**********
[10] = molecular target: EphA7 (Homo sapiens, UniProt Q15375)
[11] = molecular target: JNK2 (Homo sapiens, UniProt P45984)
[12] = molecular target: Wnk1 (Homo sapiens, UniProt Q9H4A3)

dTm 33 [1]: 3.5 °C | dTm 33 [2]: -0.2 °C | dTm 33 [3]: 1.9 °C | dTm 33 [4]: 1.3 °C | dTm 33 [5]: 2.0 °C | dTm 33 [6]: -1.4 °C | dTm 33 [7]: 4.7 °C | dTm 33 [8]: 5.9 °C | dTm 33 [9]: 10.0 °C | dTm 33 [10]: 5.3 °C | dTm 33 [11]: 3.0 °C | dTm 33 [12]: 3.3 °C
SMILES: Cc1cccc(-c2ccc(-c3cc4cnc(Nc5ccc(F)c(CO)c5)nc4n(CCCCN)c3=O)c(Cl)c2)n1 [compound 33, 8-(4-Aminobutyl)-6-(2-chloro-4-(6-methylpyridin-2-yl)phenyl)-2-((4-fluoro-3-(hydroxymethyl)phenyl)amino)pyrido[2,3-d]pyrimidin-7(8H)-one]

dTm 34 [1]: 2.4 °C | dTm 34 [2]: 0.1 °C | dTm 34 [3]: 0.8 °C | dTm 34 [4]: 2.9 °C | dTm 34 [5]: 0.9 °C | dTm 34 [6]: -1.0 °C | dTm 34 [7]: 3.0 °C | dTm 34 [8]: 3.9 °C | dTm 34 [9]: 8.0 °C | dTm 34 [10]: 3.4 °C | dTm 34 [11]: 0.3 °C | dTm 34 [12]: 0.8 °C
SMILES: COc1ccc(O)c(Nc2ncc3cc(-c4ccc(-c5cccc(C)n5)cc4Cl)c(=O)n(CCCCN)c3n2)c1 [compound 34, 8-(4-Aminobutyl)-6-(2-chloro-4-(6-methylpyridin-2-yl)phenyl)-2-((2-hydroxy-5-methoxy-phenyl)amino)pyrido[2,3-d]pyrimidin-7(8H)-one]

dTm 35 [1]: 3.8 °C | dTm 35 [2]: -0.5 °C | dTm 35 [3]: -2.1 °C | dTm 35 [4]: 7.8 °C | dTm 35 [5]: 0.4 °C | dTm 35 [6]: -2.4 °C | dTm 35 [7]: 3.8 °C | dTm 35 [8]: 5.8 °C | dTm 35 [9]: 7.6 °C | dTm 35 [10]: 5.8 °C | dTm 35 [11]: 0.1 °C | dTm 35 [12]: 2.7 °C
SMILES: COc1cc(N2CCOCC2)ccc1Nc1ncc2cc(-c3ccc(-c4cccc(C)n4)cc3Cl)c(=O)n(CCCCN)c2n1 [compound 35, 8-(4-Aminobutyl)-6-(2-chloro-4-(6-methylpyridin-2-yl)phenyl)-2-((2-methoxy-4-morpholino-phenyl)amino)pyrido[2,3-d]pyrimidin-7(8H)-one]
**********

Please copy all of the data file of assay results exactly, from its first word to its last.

[10] = molecular target: EphA7 (Homo sapiens, UniProt Q15375)
[11] = molecular target: JNK2 (Homo sapiens, UniProt P45984)
[12] = molecular target: Wnk1 (Homo sapiens, UniProt Q9H4A3)

dTm 33 [1]: 3.5 °C | dTm 33 [2]: -0.2 °C | dTm 33 [3]: 1.9 °C | dTm 33 [4]: 1.3 °C | dTm 33 [5]: 2.0 °C | dTm 33 [6]: -1.4 °C | dTm 33 [7]: 4.7 °C | dTm 33 [8]: 5.9 °C | dTm 33 [9]: 10.0 °C | dTm 33 [10]: 5.3 °C | dTm 33 [11]: 3.0 °C | dTm 33 [12]: 3.3 °C
SMILES: Cc1cccc(-c2ccc(-c3cc4cnc(Nc5ccc(F)c(CO)c5)nc4n(CCCCN)c3=O)c(Cl)c2)n1 [compound 33, 8-(4-Aminobutyl)-6-(2-chloro-4-(6-methylpyridin-2-yl)phenyl)-2-((4-fluoro-3-(hydroxymethyl)phenyl)amino)pyrido[2,3-d]pyrimidin-7(8H)-one]

dTm 34 [1]: 2.4 °C | dTm 34 [2]: 0.1 °C | dTm 34 [3]: 0.8 °C | dTm 34 [4]: 2.9 °C | dTm 34 [5]: 0.9 °C | dTm 34 [6]: -1.0 °C | dTm 34 [7]: 3.0 °C | dTm 34 [8]: 3.9 °C | dTm 34 [9]: 8.0 °C | dTm 34 [10]: 3.4 °C | dTm 34 [11]: 0.3 °C | dTm 34 [12]: 0.8 °C
SMILES: COc1ccc(O)c(Nc2ncc3cc(-c4ccc(-c5cccc(C)n5)cc4Cl)c(=O)n(CCCCN)c3n2)c1 [compound 34, 8-(4-Aminobutyl)-6-(2-chloro-4-(6-methylpyridin-2-yl)phenyl)-2-((2-hydroxy-5-methoxy-phenyl)amino)pyrido[2,3-d]pyrimidin-7(8H)-one]

dTm 35 [1]: 3.8 °C | dTm 35 [2]: -0.5 °C | dTm 35 [3]: -2.1 °C | dTm 35 [4]: 7.8 °C | dTm 35 [5]: 0.4 °C | dTm 35 [6]: -2.4 °C | dTm 35 [7]: 3.8 °C | dTm 35 [8]: 5.8 °C | dTm 35 [9]: 7.6 °C | dTm 35 [10]: 5.8 °C | dTm 35 [11]: 0.1 °C | dTm 35 [12]: 2.7 °C
SMILES: COc1cc(N2CCOCC2)ccc1Nc1ncc2cc(-c3ccc(-c4cccc(C)n4)cc3Cl)c(=O)n(CCCCN)c2n1 [compound 35, 8-(4-Aminobutyl)-6-(2-chloro-4-(6-methylpyridin-2-yl)phenyl)-2-((2-methoxy-4-morpholino-phenyl)amino)pyrido[2,3-d]pyrimidin-7(8H)-one]